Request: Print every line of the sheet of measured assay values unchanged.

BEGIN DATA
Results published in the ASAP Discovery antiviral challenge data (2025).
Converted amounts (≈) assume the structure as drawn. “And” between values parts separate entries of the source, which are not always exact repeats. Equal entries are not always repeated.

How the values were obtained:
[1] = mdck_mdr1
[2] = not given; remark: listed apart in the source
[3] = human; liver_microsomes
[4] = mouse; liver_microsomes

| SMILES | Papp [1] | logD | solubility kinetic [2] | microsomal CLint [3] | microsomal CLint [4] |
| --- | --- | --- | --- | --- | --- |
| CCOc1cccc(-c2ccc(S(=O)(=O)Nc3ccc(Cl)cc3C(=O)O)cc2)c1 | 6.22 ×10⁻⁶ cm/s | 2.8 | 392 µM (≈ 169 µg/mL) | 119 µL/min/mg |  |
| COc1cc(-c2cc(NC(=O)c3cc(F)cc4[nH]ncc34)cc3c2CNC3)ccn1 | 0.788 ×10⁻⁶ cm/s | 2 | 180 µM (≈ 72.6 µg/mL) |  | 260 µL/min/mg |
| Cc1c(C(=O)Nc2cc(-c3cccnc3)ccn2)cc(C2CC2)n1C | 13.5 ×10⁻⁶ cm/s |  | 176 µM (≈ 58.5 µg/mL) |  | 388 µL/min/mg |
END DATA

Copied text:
Results published in the ASAP Discovery antiviral challenge data (2025).
Converted amounts (≈) assume the structure as drawn. “And” between values parts separate entries of the source, which are not always exact repeats. Equal entries are not always repeated.

How the values were obtained:
[1] = mdck_mdr1
[2] = not given; remark: listed apart in the source
[3] = human; liver_microsomes
[4] = mouse; liver_microsomes

| SMILES | Papp [1] | logD | solubility kinetic [2] | microsomal CLint [3] | microsomal CLint [4] |
| --- | --- | --- | --- | --- | --- |
| CCOc1cccc(-c2ccc(S(=O)(=O)Nc3ccc(Cl)cc3C(=O)O)cc2)c1 | 6.22 ×10⁻⁶ cm/s | 2.8 | 392 µM (≈ 169 µg/mL) | 119 µL/min/mg |  |
| COc1cc(-c2cc(NC(=O)c3cc(F)cc4[nH]ncc34)cc3c2CNC3)ccn1 | 0.788 ×10⁻⁶ cm/s | 2 | 180 µM (≈ 72.6 µg/mL) |  | 260 µL/min/mg |
| Cc1c(C(=O)Nc2cc(-c3cccnc3)ccn2)cc(C2CC2)n1C | 13.5 ×10⁻⁶ cm/s |  | 176 µM (≈ 58.5 µg/mL) |  | 388 µL/min/mg |